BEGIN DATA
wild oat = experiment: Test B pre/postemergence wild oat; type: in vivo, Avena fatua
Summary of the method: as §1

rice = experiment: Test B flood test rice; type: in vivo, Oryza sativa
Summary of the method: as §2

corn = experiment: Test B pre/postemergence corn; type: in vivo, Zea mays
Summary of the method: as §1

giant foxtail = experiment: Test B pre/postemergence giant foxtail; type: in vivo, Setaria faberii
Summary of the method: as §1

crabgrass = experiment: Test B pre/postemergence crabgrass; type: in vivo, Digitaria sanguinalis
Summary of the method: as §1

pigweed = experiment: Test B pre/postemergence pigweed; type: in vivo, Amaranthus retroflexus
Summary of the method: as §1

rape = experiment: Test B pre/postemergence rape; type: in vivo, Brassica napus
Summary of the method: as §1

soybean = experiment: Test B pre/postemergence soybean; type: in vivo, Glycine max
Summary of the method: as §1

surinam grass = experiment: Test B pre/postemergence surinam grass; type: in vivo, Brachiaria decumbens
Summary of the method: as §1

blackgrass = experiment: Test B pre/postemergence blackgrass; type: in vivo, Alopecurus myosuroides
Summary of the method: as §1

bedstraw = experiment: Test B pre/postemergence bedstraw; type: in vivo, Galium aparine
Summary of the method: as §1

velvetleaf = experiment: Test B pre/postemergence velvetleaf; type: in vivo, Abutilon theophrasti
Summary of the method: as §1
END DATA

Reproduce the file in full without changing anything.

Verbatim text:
wild oat = experiment: Test B pre/postemergence wild oat; type: in vivo, Avena fatua
Summary of the method: as §1

rice = experiment: Test B flood test rice; type: in vivo, Oryza sativa
Summary of the method: as §2

corn = experiment: Test B pre/postemergence corn; type: in vivo, Zea mays
Summary of the method: as §1

giant foxtail = experiment: Test B pre/postemergence giant foxtail; type: in vivo, Setaria faberii
Summary of the method: as §1

crabgrass = experiment: Test B pre/postemergence crabgrass; type: in vivo, Digitaria sanguinalis
Summary of the method: as §1

pigweed = experiment: Test B pre/postemergence pigweed; type: in vivo, Amaranthus retroflexus
Summary of the method: as §1

rape = experiment: Test B pre/postemergence rape; type: in vivo, Brassica napus
Summary of the method: as §1

soybean = experiment: Test B pre/postemergence soybean; type: in vivo, Glycine max
Summary of the method: as §1

surinam grass = experiment: Test B pre/postemergence surinam grass; type: in vivo, Brachiaria decumbens
Summary of the method: as §1

blackgrass = experiment: Test B pre/postemergence blackgrass; type: in vivo, Alopecurus myosuroides
Summary of the method: as §1

bedstraw = experiment: Test B pre/postemergence bedstraw; type: in vivo, Galium aparine
Summary of the method: as §1

velvetleaf = experiment: Test B pre/postemergence velvetleaf; type: in vivo, Abutilon theophrasti
Summary of the method: as §1